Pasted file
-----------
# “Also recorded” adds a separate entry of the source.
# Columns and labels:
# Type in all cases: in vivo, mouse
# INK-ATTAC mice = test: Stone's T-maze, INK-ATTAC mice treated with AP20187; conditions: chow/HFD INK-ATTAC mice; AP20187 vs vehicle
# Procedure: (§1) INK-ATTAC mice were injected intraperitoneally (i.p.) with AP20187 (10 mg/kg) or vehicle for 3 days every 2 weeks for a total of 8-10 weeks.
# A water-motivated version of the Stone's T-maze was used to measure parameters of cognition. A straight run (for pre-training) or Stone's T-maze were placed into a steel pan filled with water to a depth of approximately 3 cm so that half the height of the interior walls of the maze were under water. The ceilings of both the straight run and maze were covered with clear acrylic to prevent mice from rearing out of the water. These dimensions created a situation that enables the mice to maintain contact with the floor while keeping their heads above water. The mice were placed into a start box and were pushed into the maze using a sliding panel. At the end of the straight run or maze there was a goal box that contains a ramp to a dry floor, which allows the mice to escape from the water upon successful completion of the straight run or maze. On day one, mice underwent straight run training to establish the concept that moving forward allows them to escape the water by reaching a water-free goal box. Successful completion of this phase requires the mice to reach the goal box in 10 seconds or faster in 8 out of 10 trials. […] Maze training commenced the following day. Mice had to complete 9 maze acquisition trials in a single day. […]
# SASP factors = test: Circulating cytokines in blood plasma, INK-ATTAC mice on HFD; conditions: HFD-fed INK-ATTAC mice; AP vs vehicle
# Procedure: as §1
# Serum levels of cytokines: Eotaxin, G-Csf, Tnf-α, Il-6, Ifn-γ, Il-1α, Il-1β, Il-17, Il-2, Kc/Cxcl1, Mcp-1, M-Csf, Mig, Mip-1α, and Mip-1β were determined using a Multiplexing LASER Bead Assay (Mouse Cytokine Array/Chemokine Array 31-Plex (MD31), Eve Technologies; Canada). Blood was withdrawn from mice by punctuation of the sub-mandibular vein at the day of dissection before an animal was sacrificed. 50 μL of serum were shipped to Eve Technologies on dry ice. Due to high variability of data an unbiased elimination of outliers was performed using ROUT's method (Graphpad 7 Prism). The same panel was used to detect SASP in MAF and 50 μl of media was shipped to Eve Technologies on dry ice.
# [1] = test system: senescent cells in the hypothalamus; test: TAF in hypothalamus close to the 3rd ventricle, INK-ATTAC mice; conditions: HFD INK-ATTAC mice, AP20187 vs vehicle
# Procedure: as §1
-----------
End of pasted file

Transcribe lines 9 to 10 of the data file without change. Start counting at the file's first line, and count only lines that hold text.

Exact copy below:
# Serum levels of cytokines: Eotaxin, G-Csf, Tnf-α, Il-6, Ifn-γ, Il-1α, Il-1β, Il-17, Il-2, Kc/Cxcl1, Mcp-1, M-Csf, Mig, Mip-1α, and Mip-1β were determined using a Multiplexing LASER Bead Assay (Mouse Cytokine Array/Chemokine Array 31-Plex (MD31), Eve Technologies; Canada). Blood was withdrawn from mice by punctuation of the sub-mandibular vein at the day of dissection before an animal was sacrificed. 50 μL of serum were shipped to Eve Technologies on dry ice. Due to high variability of data an unbiased elimination of outliers was performed using ROUT's method (Graphpad 7 Prism). The same panel was used to detect SASP in MAF and 50 μl of media was shipped to Eve Technologies on dry ice.
# [1] = test system: senescent cells in the hypothalamus; test: TAF in hypothalamus close to the 3rd ventricle, INK-ATTAC mice; conditions: HFD INK-ATTAC mice, AP20187 vs vehicle